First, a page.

Prime Minister Robert Fico has revealed part of his tax plans in the event his Smer party wins the June general election, the Sme daily reported on March 25: he would increase taxes on the rich. However, it is not yet clear who will fall into this category.
In spite of promises made before the 2006 general election, he has not changed tax rates for banks and big corporations, nor does he intend to do so in the future, the daily reported. The increase in taxes now proposed would only affect individuals with above-average incomes. Although apparently opposed to the flat tax, he has not abolished it, instead introducing the so-called millionaire tax, i.e. a reduction in the non-taxable portion of the tax base so that high earners pay more tax. The state budget had a big deficit last year, so it seems the government has decided to raise more money from taxes, Sme wrote on March 25.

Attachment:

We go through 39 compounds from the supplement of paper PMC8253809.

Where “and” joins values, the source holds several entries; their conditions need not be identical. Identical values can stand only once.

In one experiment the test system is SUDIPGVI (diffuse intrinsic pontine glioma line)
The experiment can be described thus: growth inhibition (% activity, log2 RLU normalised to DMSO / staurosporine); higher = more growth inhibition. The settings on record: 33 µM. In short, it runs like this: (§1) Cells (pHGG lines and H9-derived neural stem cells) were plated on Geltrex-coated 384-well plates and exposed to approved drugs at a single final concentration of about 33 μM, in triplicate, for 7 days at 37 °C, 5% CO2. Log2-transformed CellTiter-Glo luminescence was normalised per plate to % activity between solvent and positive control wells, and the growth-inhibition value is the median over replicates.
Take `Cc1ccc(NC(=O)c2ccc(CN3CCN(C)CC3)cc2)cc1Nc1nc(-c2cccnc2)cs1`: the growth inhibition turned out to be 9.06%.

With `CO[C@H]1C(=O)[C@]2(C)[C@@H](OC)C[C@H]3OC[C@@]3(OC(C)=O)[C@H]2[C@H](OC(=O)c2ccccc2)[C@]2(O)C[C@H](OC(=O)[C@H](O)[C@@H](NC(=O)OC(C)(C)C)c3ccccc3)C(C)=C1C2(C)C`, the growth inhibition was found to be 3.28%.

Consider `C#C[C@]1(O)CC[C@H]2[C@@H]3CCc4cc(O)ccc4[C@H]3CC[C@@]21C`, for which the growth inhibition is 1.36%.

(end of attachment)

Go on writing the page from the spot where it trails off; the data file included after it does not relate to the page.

Smer’s current coalition partners have not ruled out the idea of a progressive tax (i.e. an end to the flat tax) but they warn that the issue must be handled sensitively. Opposition Slovak Democratic and Christian Union (SDKÚ) MP and former finance minister Ivan Mikloš, who was instrumental in introducing the flat tax, said a progressive tax would not be a good way to solve the budget deficit. Richard Sulík of the newly formed Solidarity and Freedom (SaS) party said he was surprised by the idea, adding that rich and successful Slovaks would very probably flee the country if a progressive tax was introduced.
Compiled by Zuzana Vilikovská from press reports
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25. Mar 2010 at 14:00